HEFCE have just released data on characteristics of staff employed at UK HEIs, with a nifty little interactive tool to allow you to plot the graphs. Sadly it doesn’t;t allow you to add multiple categories together or anything truly interactive,but there are some inetrestign (and in some case, I guess, inevitable) results.
If we look at gender, then the more senior you are, and the higher up the pay scale, the more likely you are to be male. this applies in senior leadership roles, but also in academic roles.
If we look at ethnicity, then the higher up the greasy pole, the more likely you are to be white.
For those universities who are working toward the Equality Challenge Unit Race Equality Charter Mark, or indeed initiatives such as Athena Swan, then it might be interesting to consider recruitment and development policies and institutional results against the national trend, otherwise as a sector we are likely to reinforce the image of senior roles being for middle aged white guys (disclaimer – I am one).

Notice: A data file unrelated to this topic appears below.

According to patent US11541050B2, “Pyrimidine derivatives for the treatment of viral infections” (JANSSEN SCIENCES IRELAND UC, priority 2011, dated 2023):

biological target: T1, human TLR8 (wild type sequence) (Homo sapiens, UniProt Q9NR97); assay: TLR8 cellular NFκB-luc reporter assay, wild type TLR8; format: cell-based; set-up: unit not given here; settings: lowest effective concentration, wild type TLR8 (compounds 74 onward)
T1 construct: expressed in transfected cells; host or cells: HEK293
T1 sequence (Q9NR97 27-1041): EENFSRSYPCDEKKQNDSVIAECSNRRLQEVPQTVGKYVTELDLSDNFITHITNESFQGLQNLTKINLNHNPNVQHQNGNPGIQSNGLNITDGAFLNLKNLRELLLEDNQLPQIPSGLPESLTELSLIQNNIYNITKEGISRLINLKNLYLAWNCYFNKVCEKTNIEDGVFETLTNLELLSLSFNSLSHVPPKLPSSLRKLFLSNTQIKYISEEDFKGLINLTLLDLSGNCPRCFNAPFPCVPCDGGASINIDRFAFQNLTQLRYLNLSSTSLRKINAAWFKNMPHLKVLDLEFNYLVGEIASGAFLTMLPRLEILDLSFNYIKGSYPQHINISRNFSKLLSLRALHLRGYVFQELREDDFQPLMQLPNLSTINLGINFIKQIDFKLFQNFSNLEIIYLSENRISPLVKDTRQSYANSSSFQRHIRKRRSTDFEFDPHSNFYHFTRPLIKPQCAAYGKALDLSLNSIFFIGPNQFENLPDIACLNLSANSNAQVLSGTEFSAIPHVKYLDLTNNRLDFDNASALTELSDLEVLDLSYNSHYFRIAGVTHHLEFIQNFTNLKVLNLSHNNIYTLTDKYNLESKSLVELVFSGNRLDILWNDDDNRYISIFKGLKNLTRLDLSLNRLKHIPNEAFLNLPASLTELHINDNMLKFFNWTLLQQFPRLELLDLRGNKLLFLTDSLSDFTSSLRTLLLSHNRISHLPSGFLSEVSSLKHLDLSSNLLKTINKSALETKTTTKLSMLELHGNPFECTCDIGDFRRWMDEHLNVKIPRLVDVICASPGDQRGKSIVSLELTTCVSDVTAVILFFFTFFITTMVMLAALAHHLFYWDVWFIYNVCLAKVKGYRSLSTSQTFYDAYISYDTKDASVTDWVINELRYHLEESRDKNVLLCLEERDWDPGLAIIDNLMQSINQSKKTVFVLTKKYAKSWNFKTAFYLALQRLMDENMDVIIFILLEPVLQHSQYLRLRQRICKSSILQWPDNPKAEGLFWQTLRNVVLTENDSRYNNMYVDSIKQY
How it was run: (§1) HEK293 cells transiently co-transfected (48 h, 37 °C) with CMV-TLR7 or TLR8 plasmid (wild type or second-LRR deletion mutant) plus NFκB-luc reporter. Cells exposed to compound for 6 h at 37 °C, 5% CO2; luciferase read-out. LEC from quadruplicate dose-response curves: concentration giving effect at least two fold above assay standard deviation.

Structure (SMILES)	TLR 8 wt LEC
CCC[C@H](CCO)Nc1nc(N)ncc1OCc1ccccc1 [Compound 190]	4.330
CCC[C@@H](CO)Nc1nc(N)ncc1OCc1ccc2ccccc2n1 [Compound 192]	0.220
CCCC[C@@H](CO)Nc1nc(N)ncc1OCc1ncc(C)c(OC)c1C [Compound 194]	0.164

To really get a better reflection, then an individual institution could compare its gender and ethnicity profile against both the general population and also against its local and student population. Certainly from a point of view of BME student attainment, there is often a significant difference in the diversity mix of the staff who lead and teach in universities and the student body.